The hydrangea just might be the East End’s favorite flower – beloved for producing unending armloads of color, from blue and pink Nikkos to vanilla-cone PeeGees. I love them for the bouquets that grace many places in and out of my house in the warmer months. That I am not alone can be witnessed on a drive through the South Fork in summer, when you will see big, showy blooms waving from the smallest backyards to the expansive grounds of multimillion-dollar mansions. In some neighborhoods hydrangeas are also as ubitquitous as privet.
As a young, stay-at-home mother of three, I hit upon the idea of selling dried flower bouquets at craft fairs as a way of bringing in a little money. Although I used roses as well as hydrangeas, I kept up my inventory by planting many hydrangeas. I have 10 to 12 different varieties on my small home plot in Montauk to this day.
Over time, I have learned quite a few things about hydrangeas, including a few ways to keep the deer from eating the blooms when they are at their finest. I used to do landscaping for others in those days, too, and, from one of my clients, I discovered that clippings of human hair scattered about the base of a hydrangea couldn’t be beat as a deer repellant. This made me think deer were pretty dumb, but whatever works (right?) — and that includes human urine. Yes, there have been times when I’ve chased my husband outside in darkness to do his business near my hydrangeas. Female urine would probably work as well, but it’s a little harder for gals to spread the gold.
Moth balls tucked into the foot end of a pair of panty hose, when tied to the middle of a bush and left to tumble within its branches, are also a natural deterrent. That is, if you can stand the smell of Grandma’s closet near your beloved garden. And mothballs do smell!
One problem I’ve had is that the big blue blossoms of the Nikko Blue hydrangea, which I’ve wanted to grow over the years, seem to be easy — for everyone else. I can’t complain, though, because the ones I do grow in a small entryway garden have flowers that turn a deep, unusual purple and are easy to dry. Neighbors ask for cuttings.
I soon found out that even if you buy a Nikko Blue from the best nursery, its color can change to pink depending on the pH level of your soil. Local nurseries sell pH test kits, which calculate the amount of alkaline in the soil so that you can adjust it and stabilize the soil. But don’t be dismayed if flowers on the same bush start coming out pink again. As the years go by, most soils will eventually convert back to a natural state and require another treatment.
That’s where the deer droppings come in. The methodology of this deterrent is self-evident. If you’ve got ’em, use ’em.
Another natural method of protecting hydrangeas from deer, which often is suggested in garden magazines and in online forums, is to spread wood ash from the fireplace or wood stove around the base of the plant, although that didn’t work for me. When I tried it, the plant flopped and died within a week.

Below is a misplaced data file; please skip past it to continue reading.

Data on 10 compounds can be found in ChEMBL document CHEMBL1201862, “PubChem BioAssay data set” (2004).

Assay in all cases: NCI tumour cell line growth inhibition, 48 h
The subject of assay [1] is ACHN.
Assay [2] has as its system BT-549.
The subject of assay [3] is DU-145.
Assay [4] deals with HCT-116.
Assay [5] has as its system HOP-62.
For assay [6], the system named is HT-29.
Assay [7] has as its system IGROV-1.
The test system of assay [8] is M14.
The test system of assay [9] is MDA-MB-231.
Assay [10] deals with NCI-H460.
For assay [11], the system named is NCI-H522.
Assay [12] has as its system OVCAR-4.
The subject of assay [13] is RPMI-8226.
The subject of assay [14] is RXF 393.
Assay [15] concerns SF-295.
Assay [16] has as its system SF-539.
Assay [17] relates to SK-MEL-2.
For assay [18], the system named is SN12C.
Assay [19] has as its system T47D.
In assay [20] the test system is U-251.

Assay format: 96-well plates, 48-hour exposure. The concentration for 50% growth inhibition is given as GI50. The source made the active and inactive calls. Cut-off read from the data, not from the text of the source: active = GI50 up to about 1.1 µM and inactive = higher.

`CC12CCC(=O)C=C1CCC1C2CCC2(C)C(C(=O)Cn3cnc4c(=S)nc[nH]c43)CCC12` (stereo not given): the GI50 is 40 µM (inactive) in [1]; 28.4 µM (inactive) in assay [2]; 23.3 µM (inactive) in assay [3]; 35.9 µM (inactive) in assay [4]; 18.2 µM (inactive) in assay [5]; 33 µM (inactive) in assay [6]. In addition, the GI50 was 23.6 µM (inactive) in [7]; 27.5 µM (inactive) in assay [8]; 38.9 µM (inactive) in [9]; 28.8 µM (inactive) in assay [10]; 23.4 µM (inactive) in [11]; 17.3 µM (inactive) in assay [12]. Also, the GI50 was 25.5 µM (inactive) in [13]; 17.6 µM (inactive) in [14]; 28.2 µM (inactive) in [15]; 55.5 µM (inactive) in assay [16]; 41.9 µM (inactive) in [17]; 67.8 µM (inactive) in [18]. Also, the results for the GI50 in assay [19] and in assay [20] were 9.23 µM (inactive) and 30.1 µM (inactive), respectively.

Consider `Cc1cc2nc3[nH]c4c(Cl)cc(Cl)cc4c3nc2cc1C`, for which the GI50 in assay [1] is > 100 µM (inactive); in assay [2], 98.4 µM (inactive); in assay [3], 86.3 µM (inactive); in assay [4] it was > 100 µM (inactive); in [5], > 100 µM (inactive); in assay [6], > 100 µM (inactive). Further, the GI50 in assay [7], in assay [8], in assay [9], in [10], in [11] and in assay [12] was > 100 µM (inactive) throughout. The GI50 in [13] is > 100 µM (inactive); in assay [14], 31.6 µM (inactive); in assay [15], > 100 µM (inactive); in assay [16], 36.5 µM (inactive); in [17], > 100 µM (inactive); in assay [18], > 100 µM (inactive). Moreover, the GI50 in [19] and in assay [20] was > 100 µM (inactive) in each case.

There are various hydrangeas whose color will never change from white or cream, and they include the old-fashioned white Annabelle, the oak-leaf hydrangea (Hydrangea quercifolia), and the popular PeeGee (Hydrangea paniculata), which grows into a tree and can get very large if left to do so, as is evident by the large PeeGee that shoots blooms over the fence bordering the gravestones in the old cemetery on Route 27 at the Sagaponack traffic light.
PeeGees are easy to grow. Unlike other hydrangeas, whose pruning must be done at the end of the growing season to prevent cutting off the next year’s bloom, PeeGees can be cut back whenever you get to them. They also emit a sweet smell that will fill a room.
The flowers of a PeeGee are large and conical in shape and blossom on woody stems. They make a nice bouquet but don’t last long in water. The best tip for drying PeeGees came from a woman who used to sell her dried flowers from a backyard in Montauk. She told me, and it’s worked beautifully, to wait until the flowers start to dry on the tree and turn pinky-sage before cutting them for drying. Indoors, place them in a vase with just a small amount of water, which will evaporate over time. I’ve also had luck cutting PeeGees and other varieties late in the season and hanging them upside down in a cool, dry place.
If dried properly hydrangeas keep on giving all winter long. Since fall I’ve had a bouquet of PeeGees in a vase with no water in the bay window at the front of my house. Even though the window faces southwest and gets a strong blast of afternoon sun, they’re still tinged pink and remind me that summer will be back.
Big, floppy hydrangeas make a perfect base for a flower bouquet in a large vase. You can surround the big blooms with wispier flowers or leaves if you like to round out the bouquet. A bunch of one variety plunked in water looks as good, however. Just keep them indoors so the deer don’t think of them as hors d’ oeuvres put there for their enjoyment.